Jamie McDonald/Getty Images

Speaking of Agger, it takes two to make a partnership and, while Agger has a lower success rate in tackles and aerial duals, he equals Skrtel's two-thirds success rate in ground duals and made far more interceptions (65), despite playing over 800 minutes less in 2011-12 than his partner.

The two compliment each other well, but do not underestimate the influence the Dane had on the Slovak.

Skrtel is aggressive, competitive, and at times impetuous; he sees the ball and he wants it.

Agger has grown into a fine, fine leader of men and an exceptional organiser of the Liverpool back line. Skrtel has benefited from this immensely, to the overall betterment of the club.

It is no coincidence that Skrtel's best form for Liverpool has come in the season where Agger played the most minutes of his past four years at the club.

Of course, Agger has his own skill set which make him perfectly suited to the Rodgers way of playing; his confidence and ability on the ball, his willingness to break into midfield and look for the forward pass and a full-on, in-your-face defensive style when it matters most make him far and away the most important of the centre-backs at Liverpool's disposal. If further proof was needed, Liverpool conceded goals at a rate of less than one per game with Agger playing (0.88 goals/game, 24 starts). Skrtel (33 starts) was slightly, but poignantly, higher at 1.06 goals per game. Our number 37 played nine games more than Agger, but also kept only two clean sheets more.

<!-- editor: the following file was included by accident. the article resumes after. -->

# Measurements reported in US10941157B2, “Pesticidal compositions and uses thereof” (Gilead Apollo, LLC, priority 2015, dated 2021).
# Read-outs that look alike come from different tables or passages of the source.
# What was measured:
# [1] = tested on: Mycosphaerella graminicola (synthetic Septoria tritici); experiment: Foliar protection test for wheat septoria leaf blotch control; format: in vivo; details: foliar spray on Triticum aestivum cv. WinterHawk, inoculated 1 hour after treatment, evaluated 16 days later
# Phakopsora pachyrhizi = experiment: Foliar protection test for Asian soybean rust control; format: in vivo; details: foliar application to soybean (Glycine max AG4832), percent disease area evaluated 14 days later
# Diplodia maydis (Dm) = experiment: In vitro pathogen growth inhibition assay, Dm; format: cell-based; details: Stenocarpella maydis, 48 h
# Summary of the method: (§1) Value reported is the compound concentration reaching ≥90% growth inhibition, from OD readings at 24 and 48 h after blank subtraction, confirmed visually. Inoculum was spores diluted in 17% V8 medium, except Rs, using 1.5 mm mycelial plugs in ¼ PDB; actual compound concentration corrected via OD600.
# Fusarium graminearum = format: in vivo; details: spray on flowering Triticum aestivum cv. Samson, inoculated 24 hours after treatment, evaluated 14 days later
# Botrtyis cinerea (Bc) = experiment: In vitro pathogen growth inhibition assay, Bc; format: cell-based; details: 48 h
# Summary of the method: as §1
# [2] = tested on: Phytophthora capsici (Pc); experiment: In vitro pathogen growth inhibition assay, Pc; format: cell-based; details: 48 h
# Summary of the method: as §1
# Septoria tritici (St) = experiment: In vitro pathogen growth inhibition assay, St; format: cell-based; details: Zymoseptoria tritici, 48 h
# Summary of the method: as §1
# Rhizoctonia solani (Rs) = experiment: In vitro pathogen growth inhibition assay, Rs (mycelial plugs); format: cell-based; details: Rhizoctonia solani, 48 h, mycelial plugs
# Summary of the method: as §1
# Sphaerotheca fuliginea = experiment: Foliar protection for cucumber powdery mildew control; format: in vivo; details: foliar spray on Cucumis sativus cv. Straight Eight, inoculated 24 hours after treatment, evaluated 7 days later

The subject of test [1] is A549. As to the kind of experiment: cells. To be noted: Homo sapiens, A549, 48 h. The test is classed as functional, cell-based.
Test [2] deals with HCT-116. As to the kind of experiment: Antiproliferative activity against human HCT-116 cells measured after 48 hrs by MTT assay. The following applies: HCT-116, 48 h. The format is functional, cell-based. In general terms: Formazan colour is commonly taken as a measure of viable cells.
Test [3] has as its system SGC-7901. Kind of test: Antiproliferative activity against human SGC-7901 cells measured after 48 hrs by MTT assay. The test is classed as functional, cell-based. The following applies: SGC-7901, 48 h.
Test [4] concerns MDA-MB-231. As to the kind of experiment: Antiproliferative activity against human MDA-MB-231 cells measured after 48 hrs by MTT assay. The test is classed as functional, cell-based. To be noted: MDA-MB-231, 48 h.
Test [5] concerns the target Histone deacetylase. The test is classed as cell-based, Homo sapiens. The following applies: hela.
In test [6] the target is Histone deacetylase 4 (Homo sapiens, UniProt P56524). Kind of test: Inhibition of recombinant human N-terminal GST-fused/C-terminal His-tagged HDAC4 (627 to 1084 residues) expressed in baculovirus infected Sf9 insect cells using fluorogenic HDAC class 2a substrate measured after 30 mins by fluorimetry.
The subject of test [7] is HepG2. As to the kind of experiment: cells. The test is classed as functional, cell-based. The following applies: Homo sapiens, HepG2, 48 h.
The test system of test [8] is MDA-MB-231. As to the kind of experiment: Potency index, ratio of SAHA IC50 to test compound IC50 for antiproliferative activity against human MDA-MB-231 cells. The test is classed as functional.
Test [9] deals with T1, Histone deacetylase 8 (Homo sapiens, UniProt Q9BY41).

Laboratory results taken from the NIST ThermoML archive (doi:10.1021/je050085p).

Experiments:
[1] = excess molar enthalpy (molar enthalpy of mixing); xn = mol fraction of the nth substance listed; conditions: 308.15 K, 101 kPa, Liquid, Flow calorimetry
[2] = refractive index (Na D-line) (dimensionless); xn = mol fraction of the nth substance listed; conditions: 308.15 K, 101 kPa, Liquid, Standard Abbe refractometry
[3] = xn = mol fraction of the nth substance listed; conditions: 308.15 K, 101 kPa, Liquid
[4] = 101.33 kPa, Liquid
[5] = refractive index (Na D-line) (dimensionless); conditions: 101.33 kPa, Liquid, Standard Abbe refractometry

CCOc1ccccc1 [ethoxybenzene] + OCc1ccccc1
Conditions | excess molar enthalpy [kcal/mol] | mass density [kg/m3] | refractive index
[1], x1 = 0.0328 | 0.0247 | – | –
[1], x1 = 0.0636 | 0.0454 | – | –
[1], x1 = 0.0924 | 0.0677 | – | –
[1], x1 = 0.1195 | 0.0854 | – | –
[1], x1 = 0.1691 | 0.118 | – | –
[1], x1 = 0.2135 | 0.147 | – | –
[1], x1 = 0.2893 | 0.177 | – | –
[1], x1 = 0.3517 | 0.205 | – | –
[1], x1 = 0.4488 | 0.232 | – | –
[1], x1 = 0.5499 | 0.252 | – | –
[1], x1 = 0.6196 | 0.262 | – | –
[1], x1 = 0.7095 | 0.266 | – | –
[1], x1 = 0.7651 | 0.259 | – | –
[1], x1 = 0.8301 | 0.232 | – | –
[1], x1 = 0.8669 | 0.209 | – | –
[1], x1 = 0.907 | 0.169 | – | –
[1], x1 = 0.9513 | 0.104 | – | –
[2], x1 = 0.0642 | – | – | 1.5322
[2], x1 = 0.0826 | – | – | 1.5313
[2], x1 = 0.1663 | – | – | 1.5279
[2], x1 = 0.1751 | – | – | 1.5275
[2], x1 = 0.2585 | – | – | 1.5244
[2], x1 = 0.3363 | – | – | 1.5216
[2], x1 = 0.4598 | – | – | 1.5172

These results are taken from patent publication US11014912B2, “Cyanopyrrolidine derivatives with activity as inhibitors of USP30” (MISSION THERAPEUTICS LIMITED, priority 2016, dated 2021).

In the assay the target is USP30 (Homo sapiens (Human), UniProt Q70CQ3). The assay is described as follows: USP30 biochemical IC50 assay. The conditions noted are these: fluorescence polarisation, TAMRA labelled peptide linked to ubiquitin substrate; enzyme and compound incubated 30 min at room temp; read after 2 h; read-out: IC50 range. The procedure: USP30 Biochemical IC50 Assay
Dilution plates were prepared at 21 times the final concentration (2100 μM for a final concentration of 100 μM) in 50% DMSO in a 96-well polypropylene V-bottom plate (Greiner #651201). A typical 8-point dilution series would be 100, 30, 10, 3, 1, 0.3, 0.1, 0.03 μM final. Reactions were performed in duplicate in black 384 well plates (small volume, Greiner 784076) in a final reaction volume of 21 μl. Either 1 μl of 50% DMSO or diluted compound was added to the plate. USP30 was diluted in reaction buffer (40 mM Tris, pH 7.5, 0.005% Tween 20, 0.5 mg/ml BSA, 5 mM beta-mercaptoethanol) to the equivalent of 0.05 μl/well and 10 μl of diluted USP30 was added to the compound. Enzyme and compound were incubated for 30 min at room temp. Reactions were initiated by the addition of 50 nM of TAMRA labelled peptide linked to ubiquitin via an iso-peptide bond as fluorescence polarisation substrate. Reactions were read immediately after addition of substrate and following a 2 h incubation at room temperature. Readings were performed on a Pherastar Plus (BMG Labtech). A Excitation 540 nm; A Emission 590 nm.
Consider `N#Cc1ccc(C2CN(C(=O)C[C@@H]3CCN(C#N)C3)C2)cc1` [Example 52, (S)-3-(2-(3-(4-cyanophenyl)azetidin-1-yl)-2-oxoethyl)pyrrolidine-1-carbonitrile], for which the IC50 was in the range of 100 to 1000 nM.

Agger has a (slightly) better pass completion rate but has a significantly higher ratio of passes going forwards with 60 percent of the Dane's passes going to a team mate further up the field. 11 successful dribbles is no mean feat for a centre back either.

Martin Skrtel was very, very good last season.

If he stays at Liverpool, there is no reason why he can't improve further still. But if he is having thoughts about going to Manchester City or elsewhere, make no mistake about it, he is eminently more replaceable in the centre of defence than Agger is.

It has been mentioned that the Reds should not be seen as a "selling club", and that offloading Skrtel to City, a Premier League rival, would be seen as turning us into a feeder club of sorts.

Absolutely nonsense.

The whole point of what Liverpool need to do in the transfer market, what they were doing well under Rafael Benitez until the summer of 2009 and what they need to do again now, is to buy quality players who will make the side better at as low a price as possible, and sell them for a much, much bigger profit once they have served their purpose and can be upgraded on. Sissoko, Insua, Torres, Bellamy, Alonso.